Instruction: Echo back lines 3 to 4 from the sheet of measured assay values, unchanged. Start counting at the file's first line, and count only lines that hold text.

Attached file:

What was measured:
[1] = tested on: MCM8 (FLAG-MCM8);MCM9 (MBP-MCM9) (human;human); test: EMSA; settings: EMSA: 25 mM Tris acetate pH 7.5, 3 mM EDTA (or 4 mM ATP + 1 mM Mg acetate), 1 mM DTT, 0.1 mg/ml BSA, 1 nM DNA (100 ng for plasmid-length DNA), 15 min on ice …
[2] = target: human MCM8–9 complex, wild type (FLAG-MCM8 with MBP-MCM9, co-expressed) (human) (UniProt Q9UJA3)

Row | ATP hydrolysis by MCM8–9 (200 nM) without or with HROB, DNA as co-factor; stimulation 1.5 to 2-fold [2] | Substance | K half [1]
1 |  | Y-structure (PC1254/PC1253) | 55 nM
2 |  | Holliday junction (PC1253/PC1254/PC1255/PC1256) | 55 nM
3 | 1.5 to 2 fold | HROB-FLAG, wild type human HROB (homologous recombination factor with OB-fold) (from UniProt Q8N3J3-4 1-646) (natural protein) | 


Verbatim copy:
[2] = target: human MCM8–9 complex, wild type (FLAG-MCM8 with MBP-MCM9, co-expressed) (human) (UniProt Q9UJA3)

Row | ATP hydrolysis by MCM8–9 (200 nM) without or with HROB, DNA as co-factor; stimulation 1.5 to 2-fold [2] | Substance | K half [1]